The world of finance and pensions can seem complex. However, things are relatively straightforward when it comes to saving for your retirement. In a nutshell, you regularly contribute over the long term, and your money grows to provide an income when you retire.
However, there are various types of pensions and investments available. There can be differences in opinion about which is best and what to avoid with so many options available. In this confusion, myths can spread, and some can be harmful to your retirement plans if you take them seriously. Planning for your long term future is crucial; when considering your pension, take on expert advice from a specialist such as Portafina.
This article aims to debunk five untrue myths that are commonly touted. Read on to understand the truth and avoid such myths threatening your retirement.
Myth 1. You cannot access your pension before you retire
Although this seems perfectly reasonable, and indeed it was once the case, this myth is incorrect. Following government regulations introduced in 2015, called Pension Freedoms, you may now be able to access your pension fund from age 55.
However, even though you may qualify for such pension freedoms, it may not be the best thing for your situation. Taking too much of your pension funds too early could leave you short of income when you fully retire. Before deciding, you should speak with a regulated financial advisor. They can discuss your options, so you make the best decision.
Myth 2. Pension funds need new management
As we mentioned above, the basic principle behind a pension is simple. However, that does not mean you can leave it to its own devices and expect a good return. Your pension funds get invested in the stock market, which requires management. Management fees can vary significantly between pension plans, and high costs can jeopardise your pension’s growth.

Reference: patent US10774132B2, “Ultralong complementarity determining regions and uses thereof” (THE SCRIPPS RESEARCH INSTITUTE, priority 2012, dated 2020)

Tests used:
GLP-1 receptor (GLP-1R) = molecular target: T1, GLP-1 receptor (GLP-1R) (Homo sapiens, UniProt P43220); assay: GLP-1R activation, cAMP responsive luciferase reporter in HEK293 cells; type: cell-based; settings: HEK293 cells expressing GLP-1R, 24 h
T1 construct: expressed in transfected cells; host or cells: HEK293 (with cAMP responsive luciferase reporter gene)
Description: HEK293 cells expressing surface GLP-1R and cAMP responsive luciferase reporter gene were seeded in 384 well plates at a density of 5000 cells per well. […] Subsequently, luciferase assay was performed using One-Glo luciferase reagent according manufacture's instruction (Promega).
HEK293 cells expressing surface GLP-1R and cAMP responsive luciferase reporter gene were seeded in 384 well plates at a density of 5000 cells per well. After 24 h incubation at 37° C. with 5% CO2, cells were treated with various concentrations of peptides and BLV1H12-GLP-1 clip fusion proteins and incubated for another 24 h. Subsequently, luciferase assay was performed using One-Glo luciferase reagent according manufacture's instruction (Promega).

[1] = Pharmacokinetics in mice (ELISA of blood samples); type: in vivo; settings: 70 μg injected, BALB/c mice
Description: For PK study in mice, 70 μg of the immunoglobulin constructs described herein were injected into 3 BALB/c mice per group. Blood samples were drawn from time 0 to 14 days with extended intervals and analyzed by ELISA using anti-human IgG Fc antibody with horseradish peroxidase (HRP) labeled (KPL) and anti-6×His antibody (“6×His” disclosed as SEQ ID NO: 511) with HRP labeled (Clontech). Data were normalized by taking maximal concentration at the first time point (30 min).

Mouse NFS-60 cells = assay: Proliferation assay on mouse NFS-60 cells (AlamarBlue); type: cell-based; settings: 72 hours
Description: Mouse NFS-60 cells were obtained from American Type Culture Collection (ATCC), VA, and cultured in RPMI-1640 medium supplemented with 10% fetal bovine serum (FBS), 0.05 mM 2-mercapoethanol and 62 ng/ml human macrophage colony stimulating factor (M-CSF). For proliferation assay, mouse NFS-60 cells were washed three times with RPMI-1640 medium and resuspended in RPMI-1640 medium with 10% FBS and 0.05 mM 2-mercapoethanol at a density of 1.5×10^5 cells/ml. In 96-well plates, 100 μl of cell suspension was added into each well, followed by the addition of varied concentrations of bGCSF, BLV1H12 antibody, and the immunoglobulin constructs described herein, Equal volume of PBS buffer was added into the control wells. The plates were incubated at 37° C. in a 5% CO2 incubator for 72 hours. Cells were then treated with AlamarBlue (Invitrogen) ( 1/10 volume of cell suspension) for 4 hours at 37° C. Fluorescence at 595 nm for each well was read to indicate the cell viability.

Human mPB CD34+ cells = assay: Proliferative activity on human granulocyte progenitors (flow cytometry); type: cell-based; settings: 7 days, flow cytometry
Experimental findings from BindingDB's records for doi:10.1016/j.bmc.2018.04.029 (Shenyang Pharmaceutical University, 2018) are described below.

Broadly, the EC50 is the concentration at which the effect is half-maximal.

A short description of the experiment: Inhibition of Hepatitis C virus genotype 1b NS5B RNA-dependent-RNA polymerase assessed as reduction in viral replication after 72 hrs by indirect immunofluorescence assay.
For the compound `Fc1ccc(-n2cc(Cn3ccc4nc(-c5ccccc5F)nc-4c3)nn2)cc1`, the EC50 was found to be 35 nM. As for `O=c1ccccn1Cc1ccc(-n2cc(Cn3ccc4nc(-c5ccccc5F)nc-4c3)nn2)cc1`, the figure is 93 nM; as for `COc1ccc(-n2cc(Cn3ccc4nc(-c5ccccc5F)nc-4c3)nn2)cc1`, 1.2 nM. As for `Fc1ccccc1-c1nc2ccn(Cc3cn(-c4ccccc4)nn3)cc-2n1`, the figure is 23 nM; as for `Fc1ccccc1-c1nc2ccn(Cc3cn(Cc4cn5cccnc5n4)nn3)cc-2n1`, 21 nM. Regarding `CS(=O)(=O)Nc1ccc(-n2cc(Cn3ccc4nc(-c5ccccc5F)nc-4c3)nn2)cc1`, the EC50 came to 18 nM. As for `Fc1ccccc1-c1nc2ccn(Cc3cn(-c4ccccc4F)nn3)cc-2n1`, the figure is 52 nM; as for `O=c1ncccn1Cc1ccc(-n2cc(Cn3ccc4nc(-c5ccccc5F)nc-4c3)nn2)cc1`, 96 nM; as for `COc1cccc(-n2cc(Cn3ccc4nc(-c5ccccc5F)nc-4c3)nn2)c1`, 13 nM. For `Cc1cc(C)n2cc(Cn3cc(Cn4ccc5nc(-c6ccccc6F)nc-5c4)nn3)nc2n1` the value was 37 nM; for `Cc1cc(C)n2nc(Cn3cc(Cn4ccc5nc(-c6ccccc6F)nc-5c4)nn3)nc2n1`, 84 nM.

Also, depending on how your funds are invested, they may perform better or worse than other plans. If your pension is underperforming, it could erode your funds once again. If you leave your pension alone without checking and managing it, it could suffer from underperformance and high fees.
Therefore, you should check your pension regularly and take any remedial action required. You can do this yourself or consult a financial professional to assist you.
Myth 3. The State Pension is the same for everyone
Again, this is not entirely true. Everyone does receive the same State Pension as long as they have made the maximum amount of National Insurance contributions. To obtain the full State Pension, you must have made 35 years’ worth of contributions. However, these years do not need to have been consecutive. Any missing years are classed as gaps and need to be filled to receive the maximum possible amount of pension.
It is worth checking how many years you have contributed to the state pension, as it can influence your retirement decisions. You can check your entitlement on the gov.uk website.
Myth 4. Your pension is worthless when you die
This statement is incorrect. You will have contributed towards your pension for many years, if not decades. It would be heart-breaking if your money were lost on your death. The pension freedoms regulations of 2015 have made it more straightforward to pass on your pension rights to a loved one should you pass away before using it.
Ensure you inform your pension provider of the person or persons you want your money to go to should you die unexpectedly. Your pension funds are not treated the same way other assets are, and they do not attract a heavy tax burden.
Myth 5. When you change jobs, you can forget about your old workplace pension
Workplace pensions are an excellent way of saving for your retirement. Chances are, you will be automatically enrolled in a workplace pension scheme by your employer. However, you will cease paying into one workplace pension when you change jobs and start another. Therefore, there is a chance that you could lose track of the original pension funds.
Without management and receiving no ongoing contributions, your pension funds could erode over time. Also, without contributing to them, you might lose track of your pension. Either way, you could be losing out on thousands of pounds. Therefore you must keep track of old workplace pensions every time you change your job.
Pension myths can be irritating. However, at worst, they can discourage people from investing in pension schemes. If they have had this effect on you, you could be jeopardising your retirement. Hopefully, this article has set straight five potentially damaging pension myths.